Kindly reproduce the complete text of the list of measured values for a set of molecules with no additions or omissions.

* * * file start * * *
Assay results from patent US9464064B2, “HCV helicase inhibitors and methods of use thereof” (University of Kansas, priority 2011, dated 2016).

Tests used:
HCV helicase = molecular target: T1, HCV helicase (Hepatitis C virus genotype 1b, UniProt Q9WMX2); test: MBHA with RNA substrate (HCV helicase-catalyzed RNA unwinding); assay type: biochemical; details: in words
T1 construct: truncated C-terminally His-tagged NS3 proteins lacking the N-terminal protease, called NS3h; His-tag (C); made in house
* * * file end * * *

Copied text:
Assay results from patent US9464064B2, “HCV helicase inhibitors and methods of use thereof” (University of Kansas, priority 2011, dated 2016).

Tests used:
HCV helicase = molecular target: T1, HCV helicase (Hepatitis C virus genotype 1b, UniProt Q9WMX2); test: MBHA with RNA substrate (HCV helicase-catalyzed RNA unwinding); assay type: biochemical; details: in words
T1 construct: truncated C-terminally His-tagged NS3 proteins lacking the N-terminal protease, called NS3h; His-tag (C); made in house